In our culture, it is ingrained in the society that aging is a negative thing. We tend to shame anything that is associated with natural body occurrences, such as weight gain, hormonal changes, breastfeeding, body hair and even aging.
Last year, a report was released by Globe Newswire that in 2019, the anti-aging market is expected to be worth $191.7 Billion driven by the aged Baby Boomers generation. People try to change or halt the human body’s natural degeneration that occurs both externally and internally. In fact, aging impacts a person's beauty, health, and fitness - all of which have undesirable connotations within society. Nowadays, people are trying to slow or reverse the aging process, but my question is why?
When we are young, we use clothes and several products to make ourselves look older, however, when we are older, we do everything possible to make ourselves look younger. The problem is within us. Are we unable to find satisfaction and be happy at our current state, embrace the natural order of the world and enjoy what we have?
Our society associates older age with several undesirable traits, such as forgetfulness, dependence, disengagement, confusion and a lack of productivity. But we do not have to give in to societal norms accept and that this is just the way it is.
Let’s meet a few women who challenge this belief and refuse to give in to societal norms. These ladies are truly living life to the fullest and I hope they inspire you to take action as well.
A 101-year-old woman from India, Man Kaur, won a gold medal this year at the World Masters Games by running the 100m in just 1 minute and 14 seconds.
According to the news, she says that she enjoys running and it makes her a very happy. She took up field and track at age 93 (eight years ago).
Kaur sprinted on the track alone at the Trusts Arena to audible cheers and applause from the crowd in Auckland. As reported by the New Zealand Herald, there were two other runners in competition, women ages 88 and 85, however, they both finished in under 30 seconds, thus giving away the stage to Kaur for most of her race. Later, Kaur danced in celebration carrying the medal around her neck.
Another example is of Sister Madonna Buder. She was born in July 1930 in St. Louis, Missouri. She was never into running as a kid, but was clearly born with a strong-minded streak. She has run more than 340 triathlons at the age of 85. Sister Madonna has learned a few life lessons competing as a triathlete and now shares her wisdom as a motivational speaker and author. Here are just a few of her quotes to challenge the way society thinks about aging:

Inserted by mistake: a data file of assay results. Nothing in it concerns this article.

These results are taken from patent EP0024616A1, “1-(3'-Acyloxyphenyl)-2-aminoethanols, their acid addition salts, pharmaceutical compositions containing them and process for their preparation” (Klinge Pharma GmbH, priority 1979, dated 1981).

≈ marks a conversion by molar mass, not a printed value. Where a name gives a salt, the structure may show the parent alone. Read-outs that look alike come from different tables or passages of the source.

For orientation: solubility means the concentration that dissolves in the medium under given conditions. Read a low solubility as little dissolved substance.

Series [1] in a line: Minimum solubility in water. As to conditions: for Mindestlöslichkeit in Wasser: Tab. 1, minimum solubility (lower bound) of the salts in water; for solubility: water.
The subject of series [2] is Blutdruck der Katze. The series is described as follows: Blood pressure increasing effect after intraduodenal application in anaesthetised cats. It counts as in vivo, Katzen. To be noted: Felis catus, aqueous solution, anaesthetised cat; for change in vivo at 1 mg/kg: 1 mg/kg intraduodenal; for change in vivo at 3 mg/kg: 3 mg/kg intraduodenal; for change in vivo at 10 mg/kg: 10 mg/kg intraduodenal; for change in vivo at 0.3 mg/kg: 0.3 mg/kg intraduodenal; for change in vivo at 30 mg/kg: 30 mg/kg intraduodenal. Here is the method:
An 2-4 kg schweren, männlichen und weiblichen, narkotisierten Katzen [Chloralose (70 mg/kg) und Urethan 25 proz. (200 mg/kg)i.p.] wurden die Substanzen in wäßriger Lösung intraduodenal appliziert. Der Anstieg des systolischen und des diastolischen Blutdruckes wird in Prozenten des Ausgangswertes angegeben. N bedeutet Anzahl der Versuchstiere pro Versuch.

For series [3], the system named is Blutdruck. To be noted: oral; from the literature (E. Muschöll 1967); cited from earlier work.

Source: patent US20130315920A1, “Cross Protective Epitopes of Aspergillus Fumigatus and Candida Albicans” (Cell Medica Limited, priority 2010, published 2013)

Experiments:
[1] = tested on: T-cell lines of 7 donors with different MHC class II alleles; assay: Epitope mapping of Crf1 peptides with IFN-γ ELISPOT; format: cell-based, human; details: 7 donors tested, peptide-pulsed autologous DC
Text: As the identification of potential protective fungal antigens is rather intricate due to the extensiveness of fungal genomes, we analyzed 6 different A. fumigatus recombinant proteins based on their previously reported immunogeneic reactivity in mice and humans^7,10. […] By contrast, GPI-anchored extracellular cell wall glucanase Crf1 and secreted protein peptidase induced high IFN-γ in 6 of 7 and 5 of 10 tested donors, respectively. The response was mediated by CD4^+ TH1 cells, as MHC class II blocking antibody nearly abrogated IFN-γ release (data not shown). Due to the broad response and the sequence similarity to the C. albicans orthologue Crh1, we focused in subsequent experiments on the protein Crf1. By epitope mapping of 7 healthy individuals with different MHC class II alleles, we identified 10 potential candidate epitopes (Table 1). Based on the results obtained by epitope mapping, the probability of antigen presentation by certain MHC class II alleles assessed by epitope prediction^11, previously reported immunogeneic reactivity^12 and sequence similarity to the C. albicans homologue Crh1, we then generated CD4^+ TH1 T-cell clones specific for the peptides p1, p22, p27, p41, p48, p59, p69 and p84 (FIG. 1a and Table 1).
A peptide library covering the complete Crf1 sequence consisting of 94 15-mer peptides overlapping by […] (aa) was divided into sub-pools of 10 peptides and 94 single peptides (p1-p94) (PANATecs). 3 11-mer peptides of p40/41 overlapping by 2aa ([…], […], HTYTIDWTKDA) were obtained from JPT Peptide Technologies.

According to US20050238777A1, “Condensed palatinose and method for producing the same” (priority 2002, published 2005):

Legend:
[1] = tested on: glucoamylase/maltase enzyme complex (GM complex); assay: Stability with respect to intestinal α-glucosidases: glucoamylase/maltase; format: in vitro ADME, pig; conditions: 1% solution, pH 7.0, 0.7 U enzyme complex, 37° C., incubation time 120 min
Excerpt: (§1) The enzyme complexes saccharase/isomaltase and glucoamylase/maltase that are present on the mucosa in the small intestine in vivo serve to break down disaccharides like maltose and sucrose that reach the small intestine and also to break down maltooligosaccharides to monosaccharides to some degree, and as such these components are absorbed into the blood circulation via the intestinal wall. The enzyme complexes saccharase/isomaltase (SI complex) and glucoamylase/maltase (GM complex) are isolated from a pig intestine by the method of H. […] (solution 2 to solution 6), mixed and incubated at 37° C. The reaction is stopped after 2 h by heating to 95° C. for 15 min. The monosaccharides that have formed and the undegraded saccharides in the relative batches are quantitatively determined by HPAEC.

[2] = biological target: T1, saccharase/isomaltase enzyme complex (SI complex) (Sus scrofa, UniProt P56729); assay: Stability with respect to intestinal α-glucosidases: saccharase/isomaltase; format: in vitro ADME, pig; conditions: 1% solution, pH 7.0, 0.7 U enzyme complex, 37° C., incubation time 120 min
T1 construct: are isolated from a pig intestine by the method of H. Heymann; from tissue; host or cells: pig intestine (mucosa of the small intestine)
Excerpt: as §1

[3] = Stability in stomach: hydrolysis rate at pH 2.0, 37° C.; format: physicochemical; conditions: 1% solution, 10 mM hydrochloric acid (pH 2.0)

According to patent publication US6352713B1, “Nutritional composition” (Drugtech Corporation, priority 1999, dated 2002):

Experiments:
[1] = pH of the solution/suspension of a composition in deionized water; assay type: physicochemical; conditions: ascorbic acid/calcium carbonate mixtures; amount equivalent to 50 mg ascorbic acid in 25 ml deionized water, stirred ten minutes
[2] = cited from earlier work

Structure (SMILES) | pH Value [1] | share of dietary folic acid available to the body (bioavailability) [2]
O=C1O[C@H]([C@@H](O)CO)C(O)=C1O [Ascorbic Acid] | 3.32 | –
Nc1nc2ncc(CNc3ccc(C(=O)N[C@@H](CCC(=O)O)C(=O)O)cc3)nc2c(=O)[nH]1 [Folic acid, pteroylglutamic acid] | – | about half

“The only failure is not to try”
“Determination is the mind willing something to happen by the grace of God.”
“It’s not what you say, it’s what you do; don’t pay attention to how old you are, only focus on how old you feel.”
Julia Hawkins, at age of 81, became a competitive cyclist. Seeking a new challenge, for the first time, she decided to pick up competitive running at age of 100. At the Louisiana Senior Olympic Games, she registered for the 50-meter dash and completed the race with a PR of 19.07 seconds.
Now another distance will be added by Hawkins to her belt at the age of 101. She is training for both the 100 and 50-meter dash as well as the bike race (5K), which will be held this year at the National Senior Games, in Birmingham, Alabama. Julia loves running because she says “It’s just me and my body. I can just go out and do the best I can and not depend on anything else to help me.”
A little closer to home is a dear friend and mentor. Sally Squier is a running dynamo from Raleigh, NC. who took up running in her late 40s with her husband, Bill. Sally started out with a one mile race and has gone on to complete dozens of ultra-marathons including three 100 mile runs and fourteen 50 mile races. Not one to take the easy road, Sally has also completed the notoriously difficult Pike’s Peak marathon and the half-marathon Ascent numerous times.
She and Bill are still running strong at 74 and are living proof that running keeps you young. They encourage everyone to test their boundaries and ignore the naysayers.
One of the great sayings of William Wallace is that “Every person dies, but not every person truly lives.”
So, if you think your best years are behind you or you are too old to start running, let the wise words of William Wallace sink in and consider what these amazing women are doing. Limitations truly only exist in your mind!
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